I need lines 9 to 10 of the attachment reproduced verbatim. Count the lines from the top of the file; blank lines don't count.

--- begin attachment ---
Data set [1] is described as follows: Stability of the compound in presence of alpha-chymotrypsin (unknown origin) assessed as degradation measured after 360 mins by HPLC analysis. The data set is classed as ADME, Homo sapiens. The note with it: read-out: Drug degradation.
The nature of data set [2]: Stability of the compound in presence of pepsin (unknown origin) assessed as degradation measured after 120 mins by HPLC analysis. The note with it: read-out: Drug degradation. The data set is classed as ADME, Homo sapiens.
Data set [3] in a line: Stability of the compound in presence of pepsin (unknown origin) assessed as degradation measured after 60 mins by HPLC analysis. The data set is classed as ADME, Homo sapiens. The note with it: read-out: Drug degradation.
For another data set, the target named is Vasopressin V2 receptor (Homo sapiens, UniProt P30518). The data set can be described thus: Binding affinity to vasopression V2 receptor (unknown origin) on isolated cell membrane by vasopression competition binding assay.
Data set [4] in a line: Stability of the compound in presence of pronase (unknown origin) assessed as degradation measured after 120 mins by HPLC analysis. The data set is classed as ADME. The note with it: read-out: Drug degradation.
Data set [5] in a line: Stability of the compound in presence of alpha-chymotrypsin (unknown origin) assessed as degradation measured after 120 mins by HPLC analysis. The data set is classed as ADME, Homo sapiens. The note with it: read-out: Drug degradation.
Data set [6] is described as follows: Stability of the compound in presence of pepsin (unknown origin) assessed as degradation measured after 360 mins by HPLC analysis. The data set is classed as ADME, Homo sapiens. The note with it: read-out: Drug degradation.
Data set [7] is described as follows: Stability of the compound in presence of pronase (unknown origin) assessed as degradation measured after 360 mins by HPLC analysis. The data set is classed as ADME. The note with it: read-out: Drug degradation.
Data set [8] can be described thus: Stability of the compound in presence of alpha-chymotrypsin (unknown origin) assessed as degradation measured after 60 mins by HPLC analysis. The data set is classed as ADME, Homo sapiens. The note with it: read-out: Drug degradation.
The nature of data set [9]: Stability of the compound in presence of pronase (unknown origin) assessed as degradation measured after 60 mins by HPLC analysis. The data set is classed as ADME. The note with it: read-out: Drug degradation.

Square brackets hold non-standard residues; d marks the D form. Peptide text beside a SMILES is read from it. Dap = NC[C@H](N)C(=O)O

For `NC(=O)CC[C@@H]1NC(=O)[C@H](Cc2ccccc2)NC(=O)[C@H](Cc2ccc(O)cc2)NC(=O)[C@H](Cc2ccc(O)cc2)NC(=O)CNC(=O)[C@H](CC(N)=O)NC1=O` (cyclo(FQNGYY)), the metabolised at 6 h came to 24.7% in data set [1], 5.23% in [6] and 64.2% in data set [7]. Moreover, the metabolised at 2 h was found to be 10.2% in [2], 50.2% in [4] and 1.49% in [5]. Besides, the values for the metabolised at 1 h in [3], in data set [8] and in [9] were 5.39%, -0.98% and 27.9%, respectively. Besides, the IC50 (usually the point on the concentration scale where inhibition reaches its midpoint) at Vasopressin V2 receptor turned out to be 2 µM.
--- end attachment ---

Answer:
Data set [8] can be described thus: Stability of the compound in presence of alpha-chymotrypsin (unknown origin) assessed as degradation measured after 60 mins by HPLC analysis. The data set is classed as ADME, Homo sapiens. The note with it: read-out: Drug degradation.
The nature of data set [9]: Stability of the compound in presence of pronase (unknown origin) assessed as degradation measured after 60 mins by HPLC analysis. The data set is classed as ADME. The note with it: read-out: Drug degradation.